Nathaniel Ball: From History Student to Star Filmmaker – Where Are They Now?

By Anjali Gahlaut

Nathaniel Collins Ball

The Hooks Institute’s “Where Are They Now?” series explores how the institute has shaped the lives and careers of former alumni. The series uncovers valuable experiences, skills, and lessons that former alumni acquired during their time at Hooks.

A familiar face at the Benjamin L. Hooks Institute for Social Change, Nathaniel Ball’s involvement as a graduate student landed him a full-time job with Hooks as Media Initiatives and Program Support (2015) before being promoted to Assistant Director (2021).

In 2013, Ball began working at the Hooks Institute as a graduate student pursuing a master’s degree in History. Ball initially applied to Hooks after receiving an email from the University of Memphis regarding opportunities on campus. “Hooks looked very promising,” Ball explains. “Especially the aspect of creating films, because my undergraduate work was in Film. History and film have always been my two loves.” The Hooks Institute allows their graduate assistants to participate in self-directed projects—specifically within the domains of civil rights and social change. This aspect was especially appealing to Ball, who co-produced a short documentary film titled “The Civil Rights Movement: A Cultural Revolution” as a graduate assistant.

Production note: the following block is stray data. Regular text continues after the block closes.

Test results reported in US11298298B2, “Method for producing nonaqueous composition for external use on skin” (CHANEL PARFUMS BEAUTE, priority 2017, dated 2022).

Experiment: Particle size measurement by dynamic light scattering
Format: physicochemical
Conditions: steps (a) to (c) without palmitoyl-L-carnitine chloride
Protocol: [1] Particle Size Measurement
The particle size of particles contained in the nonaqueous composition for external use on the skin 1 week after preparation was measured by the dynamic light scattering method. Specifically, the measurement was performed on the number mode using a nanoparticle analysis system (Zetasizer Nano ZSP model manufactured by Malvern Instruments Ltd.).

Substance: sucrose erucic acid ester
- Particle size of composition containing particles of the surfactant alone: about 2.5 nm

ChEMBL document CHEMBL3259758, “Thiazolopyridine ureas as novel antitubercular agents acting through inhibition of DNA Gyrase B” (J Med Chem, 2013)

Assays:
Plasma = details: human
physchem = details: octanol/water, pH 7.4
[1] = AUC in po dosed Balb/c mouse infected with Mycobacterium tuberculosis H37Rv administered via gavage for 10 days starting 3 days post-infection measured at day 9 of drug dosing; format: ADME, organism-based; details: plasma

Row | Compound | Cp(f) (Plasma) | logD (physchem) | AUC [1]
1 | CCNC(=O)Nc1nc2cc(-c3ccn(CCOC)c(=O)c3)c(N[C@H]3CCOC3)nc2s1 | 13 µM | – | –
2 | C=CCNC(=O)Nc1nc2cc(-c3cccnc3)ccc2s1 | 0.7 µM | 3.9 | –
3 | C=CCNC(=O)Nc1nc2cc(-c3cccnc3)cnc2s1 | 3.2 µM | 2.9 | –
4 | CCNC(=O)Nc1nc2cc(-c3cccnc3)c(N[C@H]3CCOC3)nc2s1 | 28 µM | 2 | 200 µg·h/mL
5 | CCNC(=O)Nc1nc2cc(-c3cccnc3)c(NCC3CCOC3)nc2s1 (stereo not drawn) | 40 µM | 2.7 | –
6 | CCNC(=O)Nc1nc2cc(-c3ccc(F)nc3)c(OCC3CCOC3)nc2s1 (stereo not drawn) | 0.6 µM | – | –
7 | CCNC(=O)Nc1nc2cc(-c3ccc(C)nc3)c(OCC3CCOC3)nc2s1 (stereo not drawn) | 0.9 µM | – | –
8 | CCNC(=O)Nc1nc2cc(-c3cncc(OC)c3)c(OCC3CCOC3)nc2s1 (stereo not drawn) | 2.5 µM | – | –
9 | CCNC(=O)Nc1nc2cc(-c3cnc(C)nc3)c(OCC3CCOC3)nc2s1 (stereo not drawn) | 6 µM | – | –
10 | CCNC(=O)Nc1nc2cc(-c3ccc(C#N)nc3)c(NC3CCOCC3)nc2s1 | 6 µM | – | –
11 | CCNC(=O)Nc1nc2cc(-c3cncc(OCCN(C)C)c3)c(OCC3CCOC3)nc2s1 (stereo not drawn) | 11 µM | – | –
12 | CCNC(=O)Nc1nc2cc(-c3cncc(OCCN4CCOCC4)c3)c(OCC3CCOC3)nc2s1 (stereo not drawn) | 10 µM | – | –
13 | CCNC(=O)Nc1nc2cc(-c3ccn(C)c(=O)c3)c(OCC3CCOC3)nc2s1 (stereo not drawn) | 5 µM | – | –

According to Ball, the structure of the Hooks Institute is a beneficial environment for graduate students. “My job [at Hooks] was really the first professional type job that I had. I think the Hooks Institute, as opposed to other graduate internships on campus, is very close to a corporate or an organizational nonprofit structure.” The Hooks Institute teaches its graduate students how to teach, create, and network professionally. Ball states, “I learned how to be a professional. I learned how to network well and how to talk to people. As a graduate student, it was really great to have this environment where I could create and learn outside of my work. I’m very thankful for that.”

Ball accredits his success to both his work at Hooks as well as his mentor, Executive Director Daphene McFerren: “The Hooks Institute has helped me grow as a professional, filmmaker, and creative. In my personal life, it has helped me grow confidence and has helped me see that I can create things that I am proud of. Also, I think Daphene has been a great mentor for me professionally and personally. That sort of mentorship is just invaluable.”

Hear from Nathaniel Ball

The Benjamin L. Hooks Institute for Social Change continues to uplift the Memphis community by funding student success programs such as the Hooks’ African American Male Initiative (HAAMI) and A Seat at the Table (ASAT) and continuing to preserve the history of civil rights. “I really believe that these programs are helping build a better Memphis through education and the attainment of college degrees,” Ball explains, “I believe those who want to see Memphis grow should get involved at Hooks.”

About the Author

Anjali Claire Gahlaut graduated from White Station High School in Memphis, Tennessee and is now a rising sophomore and prospective History major at Vassar College in Poughkeepsie, New York. Anjali spent summer 2022 as an intern at Hooks and joined the team to gain a deeper understanding of Memphis’ history and its impact on marginalized groups. 

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